Oddly enough, my son’s school celebrates Mother’s Day in October. No problem, I am more than happy to receive a handwritten card and some special loving no matter what time of year! Thus yesterday evening I pulled my high-heeled boots out of hiding and proudly escorted my handsome boy back to his big, city-block-wide school building.
The size of the school is worth mentioning because parents were told to enter on one block, and students on the other. Unfortunately, we parked on the parent side and walked around to the student side only to be sent back to the parent side together again! And while the school itself is a good school, the neighborhood is not the greatest. On our return trek Owen was nervous, because each way we had to pass a very angry, drunken man screaming on the street corner. He was a crash course in Chilean swear words and happened to be positioned just a few feet from the gathering crowd of parents.
While his wails came at us from one direction, we soon got an earful from the other. Owen and I were standing next to a father with a young son. The son stared at Owen and began talking to his dad in a very loud voice. “DADDY! LOOK AT HIS SKIN! THAT BOY HAS DIFFERENT SKIN! HIS SKIN IS DIFFERENT THAN US, DADDY! WHY IS HIS SKIN LIKE THAT? IT IS BLACK, DADDY! IS HE DIRTY? DADDY, HIS SKIN! HIS SKIN!”
Ugh. I often wonder how many times my son has bravely stood silent in the face of such commentary when I am not around. We both knew the boy was immature and not purposely being unkind. I put my arms around my son and kissed his beautiful face, looking at the other boy and trying to smile. The boy’s dad encouraged him to talk to Owen but the little boy refused. I asked Owen if he knew what an ambassador was, then explained that he was an ambassador to so many boys like this one who didn’t realize God made people in many more colors and varieties than they had ever seen.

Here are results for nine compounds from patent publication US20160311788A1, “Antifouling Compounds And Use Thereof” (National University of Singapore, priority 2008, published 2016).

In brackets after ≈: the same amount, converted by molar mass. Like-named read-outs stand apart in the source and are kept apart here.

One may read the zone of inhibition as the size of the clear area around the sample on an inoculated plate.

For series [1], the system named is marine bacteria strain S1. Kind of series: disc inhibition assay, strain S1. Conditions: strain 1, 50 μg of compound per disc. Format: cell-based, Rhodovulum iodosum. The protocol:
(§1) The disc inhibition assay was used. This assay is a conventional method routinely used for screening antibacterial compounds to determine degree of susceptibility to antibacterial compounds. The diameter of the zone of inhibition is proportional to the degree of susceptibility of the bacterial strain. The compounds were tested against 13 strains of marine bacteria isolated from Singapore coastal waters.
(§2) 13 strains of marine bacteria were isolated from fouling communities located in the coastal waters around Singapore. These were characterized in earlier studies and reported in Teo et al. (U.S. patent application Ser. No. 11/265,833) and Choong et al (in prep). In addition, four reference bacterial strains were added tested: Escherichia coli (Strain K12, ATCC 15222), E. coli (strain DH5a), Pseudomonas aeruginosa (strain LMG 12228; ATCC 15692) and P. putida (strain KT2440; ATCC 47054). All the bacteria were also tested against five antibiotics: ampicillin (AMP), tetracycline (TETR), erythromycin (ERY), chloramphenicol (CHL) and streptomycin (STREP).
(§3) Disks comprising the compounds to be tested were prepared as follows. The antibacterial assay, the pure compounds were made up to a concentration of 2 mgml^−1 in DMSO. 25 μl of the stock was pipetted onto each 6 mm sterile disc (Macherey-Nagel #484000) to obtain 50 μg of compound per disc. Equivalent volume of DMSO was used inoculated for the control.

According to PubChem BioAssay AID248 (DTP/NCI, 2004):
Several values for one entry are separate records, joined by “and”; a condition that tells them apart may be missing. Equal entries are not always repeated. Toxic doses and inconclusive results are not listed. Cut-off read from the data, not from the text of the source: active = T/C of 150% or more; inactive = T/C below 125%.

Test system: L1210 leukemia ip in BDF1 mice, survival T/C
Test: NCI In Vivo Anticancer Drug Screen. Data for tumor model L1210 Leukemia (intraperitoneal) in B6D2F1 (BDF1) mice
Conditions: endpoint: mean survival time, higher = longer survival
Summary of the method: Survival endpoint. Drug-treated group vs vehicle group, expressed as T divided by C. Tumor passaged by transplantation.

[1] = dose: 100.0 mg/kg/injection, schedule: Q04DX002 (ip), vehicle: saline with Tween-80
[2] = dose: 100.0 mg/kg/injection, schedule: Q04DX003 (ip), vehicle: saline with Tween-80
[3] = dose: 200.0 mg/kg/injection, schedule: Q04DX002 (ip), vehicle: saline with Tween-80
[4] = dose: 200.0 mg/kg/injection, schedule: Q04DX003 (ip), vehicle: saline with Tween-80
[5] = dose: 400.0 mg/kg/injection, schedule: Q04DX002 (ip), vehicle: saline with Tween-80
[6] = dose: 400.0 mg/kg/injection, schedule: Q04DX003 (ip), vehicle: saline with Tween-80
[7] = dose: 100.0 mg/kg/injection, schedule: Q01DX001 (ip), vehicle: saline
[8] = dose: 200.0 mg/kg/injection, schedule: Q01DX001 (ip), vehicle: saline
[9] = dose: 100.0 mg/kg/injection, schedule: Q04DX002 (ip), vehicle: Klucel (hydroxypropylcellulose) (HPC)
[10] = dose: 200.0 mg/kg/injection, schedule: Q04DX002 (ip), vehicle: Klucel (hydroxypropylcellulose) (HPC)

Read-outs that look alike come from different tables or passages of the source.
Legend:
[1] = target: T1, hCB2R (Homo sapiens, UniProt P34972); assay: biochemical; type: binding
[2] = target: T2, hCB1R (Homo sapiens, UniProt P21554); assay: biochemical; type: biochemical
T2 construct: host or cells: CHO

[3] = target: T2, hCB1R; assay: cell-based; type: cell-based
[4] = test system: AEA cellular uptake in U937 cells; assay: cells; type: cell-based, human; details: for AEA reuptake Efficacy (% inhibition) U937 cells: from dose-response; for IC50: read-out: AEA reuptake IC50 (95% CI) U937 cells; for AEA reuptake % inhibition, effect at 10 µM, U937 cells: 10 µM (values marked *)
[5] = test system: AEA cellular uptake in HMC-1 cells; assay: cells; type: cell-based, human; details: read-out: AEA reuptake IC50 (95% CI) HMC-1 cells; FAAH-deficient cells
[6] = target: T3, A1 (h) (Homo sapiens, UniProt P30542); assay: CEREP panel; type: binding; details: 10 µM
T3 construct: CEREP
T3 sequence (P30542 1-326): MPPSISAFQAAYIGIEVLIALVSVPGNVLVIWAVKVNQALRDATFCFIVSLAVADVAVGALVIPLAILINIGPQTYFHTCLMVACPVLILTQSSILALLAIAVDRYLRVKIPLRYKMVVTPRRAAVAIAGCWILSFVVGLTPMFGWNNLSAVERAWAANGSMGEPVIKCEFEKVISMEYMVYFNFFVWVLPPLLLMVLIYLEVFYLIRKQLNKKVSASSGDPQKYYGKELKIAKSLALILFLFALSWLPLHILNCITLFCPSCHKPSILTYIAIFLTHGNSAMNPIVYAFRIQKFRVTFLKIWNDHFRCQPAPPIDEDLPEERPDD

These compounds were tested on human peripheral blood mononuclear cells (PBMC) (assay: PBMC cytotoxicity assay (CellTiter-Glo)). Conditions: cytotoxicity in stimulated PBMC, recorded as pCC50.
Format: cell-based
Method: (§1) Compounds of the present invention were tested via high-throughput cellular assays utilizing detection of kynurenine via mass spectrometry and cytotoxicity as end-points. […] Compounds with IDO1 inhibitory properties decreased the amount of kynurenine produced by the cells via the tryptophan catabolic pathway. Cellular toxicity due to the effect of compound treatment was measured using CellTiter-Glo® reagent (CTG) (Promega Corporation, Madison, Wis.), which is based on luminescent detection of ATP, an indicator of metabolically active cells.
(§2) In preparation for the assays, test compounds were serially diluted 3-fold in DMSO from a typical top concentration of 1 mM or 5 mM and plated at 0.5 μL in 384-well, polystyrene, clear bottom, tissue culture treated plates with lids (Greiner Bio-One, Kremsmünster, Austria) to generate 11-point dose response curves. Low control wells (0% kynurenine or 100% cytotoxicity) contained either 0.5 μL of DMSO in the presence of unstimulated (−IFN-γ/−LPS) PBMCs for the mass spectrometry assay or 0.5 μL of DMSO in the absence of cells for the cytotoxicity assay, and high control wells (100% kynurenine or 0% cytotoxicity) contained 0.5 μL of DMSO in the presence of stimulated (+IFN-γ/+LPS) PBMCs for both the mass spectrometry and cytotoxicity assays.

Finally we were allowed inside and immediately Owen was whisked away back to the student side. After a program of live entertainment by students and (very! very! very!) loud invited singers, we moms were reunited with our children who proudly treated us to a beautiful tableful of yummy goodies. When everything was nearly over, Owen and I walked back to our car with a classmate and his grandma. As we climbed aboard and pulled into the street, another interesting sight appeared before us. Out of the gloom a man materialized on the corner, gesturing wildly and shrieking. He too was apparently drunk, with an unkempt gray beard and pale bare chest. But his most striking feature was a black eye patch which gave him the impression of a misplaced sailor roaming the big city.
It’s a colorful world we live in. Some colors are beautiful, like my son’s glistening skin or the purple hues of an ocean sunset. These I love to gaze upon or spend an evening enjoying their company. But other circumstances color our world dark and gray, such as poverty and drunkenness and homelessness. We see these so often in our city that they sometimes draw only a glance as we become desensitized to human tragedy.
Our challenge is to remain engaged and caring in a culture gone awry. Jesus said, “It is not the healthy who need a doctor, but the sick.” (Matthew 9:12) May we see this colorful world through the eyes of the One whose palette first brushed it into pure life, and Who will one day renew its pristine beauty.